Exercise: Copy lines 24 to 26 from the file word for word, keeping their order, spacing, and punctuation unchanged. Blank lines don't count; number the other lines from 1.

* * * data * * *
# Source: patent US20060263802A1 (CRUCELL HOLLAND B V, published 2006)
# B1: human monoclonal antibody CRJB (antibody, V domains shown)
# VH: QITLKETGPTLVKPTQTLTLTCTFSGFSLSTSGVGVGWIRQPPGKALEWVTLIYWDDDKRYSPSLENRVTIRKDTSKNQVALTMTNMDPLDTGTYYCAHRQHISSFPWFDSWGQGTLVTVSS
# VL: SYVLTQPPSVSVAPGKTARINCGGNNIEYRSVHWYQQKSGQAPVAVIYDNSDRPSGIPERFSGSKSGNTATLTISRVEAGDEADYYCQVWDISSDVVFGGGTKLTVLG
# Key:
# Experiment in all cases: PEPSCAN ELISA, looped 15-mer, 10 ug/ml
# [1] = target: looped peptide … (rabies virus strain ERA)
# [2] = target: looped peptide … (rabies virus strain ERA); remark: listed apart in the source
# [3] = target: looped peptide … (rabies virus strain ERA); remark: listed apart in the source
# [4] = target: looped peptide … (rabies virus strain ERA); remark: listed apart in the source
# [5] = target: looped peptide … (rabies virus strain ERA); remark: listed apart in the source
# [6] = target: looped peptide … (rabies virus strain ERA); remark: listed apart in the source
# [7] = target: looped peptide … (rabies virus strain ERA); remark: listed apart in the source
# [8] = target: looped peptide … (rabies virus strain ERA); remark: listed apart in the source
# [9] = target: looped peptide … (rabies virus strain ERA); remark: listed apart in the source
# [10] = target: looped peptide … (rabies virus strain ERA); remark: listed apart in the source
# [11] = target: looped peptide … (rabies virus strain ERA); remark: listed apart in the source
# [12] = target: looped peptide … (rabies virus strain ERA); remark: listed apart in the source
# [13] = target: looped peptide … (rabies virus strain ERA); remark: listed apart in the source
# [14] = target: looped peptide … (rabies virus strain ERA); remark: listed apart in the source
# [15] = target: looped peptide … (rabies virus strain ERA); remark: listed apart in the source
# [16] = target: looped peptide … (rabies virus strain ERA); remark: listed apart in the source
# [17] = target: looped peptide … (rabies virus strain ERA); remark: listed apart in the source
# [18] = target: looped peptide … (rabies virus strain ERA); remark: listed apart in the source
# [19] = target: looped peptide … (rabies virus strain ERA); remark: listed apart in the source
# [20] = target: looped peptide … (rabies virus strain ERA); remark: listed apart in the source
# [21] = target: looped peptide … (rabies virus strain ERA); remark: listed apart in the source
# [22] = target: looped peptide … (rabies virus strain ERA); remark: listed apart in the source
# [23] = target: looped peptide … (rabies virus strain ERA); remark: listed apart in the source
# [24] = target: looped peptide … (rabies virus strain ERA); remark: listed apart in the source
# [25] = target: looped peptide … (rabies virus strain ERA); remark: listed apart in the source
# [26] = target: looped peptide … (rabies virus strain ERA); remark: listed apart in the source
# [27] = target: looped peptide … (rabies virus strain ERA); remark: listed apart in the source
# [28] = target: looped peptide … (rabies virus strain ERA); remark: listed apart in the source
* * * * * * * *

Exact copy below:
# [18] = target: looped peptide … (rabies virus strain ERA); remark: listed apart in the source
# [19] = target: looped peptide … (rabies virus strain ERA); remark: listed apart in the source
# [20] = target: looped peptide … (rabies virus strain ERA); remark: listed apart in the source